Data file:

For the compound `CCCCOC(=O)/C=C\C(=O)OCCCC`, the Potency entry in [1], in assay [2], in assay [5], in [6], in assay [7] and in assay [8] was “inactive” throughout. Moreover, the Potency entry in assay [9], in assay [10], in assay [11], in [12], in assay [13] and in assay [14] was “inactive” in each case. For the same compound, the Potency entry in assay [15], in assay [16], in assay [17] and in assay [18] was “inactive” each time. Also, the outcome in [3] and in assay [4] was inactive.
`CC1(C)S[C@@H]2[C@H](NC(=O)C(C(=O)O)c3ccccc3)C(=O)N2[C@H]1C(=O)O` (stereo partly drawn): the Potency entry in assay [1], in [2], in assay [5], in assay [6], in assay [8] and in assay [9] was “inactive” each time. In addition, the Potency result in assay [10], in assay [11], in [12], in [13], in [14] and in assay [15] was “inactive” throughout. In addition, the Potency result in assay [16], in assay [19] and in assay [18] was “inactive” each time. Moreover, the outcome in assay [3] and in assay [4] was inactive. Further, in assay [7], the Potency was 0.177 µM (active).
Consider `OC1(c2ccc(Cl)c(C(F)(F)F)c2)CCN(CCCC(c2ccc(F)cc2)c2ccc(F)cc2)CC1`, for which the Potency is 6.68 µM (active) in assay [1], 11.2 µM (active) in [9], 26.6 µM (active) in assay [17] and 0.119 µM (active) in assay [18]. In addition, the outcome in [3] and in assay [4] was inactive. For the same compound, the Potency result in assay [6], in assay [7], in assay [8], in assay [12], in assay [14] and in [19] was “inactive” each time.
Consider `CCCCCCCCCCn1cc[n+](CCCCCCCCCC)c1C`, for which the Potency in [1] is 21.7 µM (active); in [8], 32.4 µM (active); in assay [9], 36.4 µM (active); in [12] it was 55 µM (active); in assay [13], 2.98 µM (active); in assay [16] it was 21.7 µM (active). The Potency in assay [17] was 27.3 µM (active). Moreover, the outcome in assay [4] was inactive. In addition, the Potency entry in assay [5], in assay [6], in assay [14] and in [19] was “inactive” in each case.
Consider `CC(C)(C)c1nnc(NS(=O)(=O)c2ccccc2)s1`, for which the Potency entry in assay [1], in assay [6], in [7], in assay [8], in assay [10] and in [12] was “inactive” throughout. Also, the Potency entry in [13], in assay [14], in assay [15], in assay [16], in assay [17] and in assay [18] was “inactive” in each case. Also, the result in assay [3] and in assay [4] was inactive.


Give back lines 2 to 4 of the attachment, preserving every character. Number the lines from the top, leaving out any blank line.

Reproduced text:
`CC1(C)S[C@@H]2[C@H](NC(=O)C(C(=O)O)c3ccccc3)C(=O)N2[C@H]1C(=O)O` (stereo partly drawn): the Potency entry in assay [1], in [2], in assay [5], in assay [6], in assay [8] and in assay [9] was “inactive” each time. In addition, the Potency result in assay [10], in assay [11], in [12], in [13], in [14] and in assay [15] was “inactive” throughout. In addition, the Potency result in assay [16], in assay [19] and in assay [18] was “inactive” each time. Moreover, the outcome in assay [3] and in assay [4] was inactive. Further, in assay [7], the Potency was 0.177 µM (active).
Consider `OC1(c2ccc(Cl)c(C(F)(F)F)c2)CCN(CCCC(c2ccc(F)cc2)c2ccc(F)cc2)CC1`, for which the Potency is 6.68 µM (active) in assay [1], 11.2 µM (active) in [9], 26.6 µM (active) in assay [17] and 0.119 µM (active) in assay [18]. In addition, the outcome in [3] and in assay [4] was inactive. For the same compound, the Potency result in assay [6], in assay [7], in assay [8], in assay [12], in assay [14] and in [19] was “inactive” each time.
Consider `CCCCCCCCCCn1cc[n+](CCCCCCCCCC)c1C`, for which the Potency in [1] is 21.7 µM (active); in [8], 32.4 µM (active); in assay [9], 36.4 µM (active); in [12] it was 55 µM (active); in assay [13], 2.98 µM (active); in assay [16] it was 21.7 µM (active). The Potency in assay [17] was 27.3 µM (active). Moreover, the outcome in assay [4] was inactive. In addition, the Potency entry in assay [5], in assay [6], in assay [14] and in [19] was “inactive” in each case.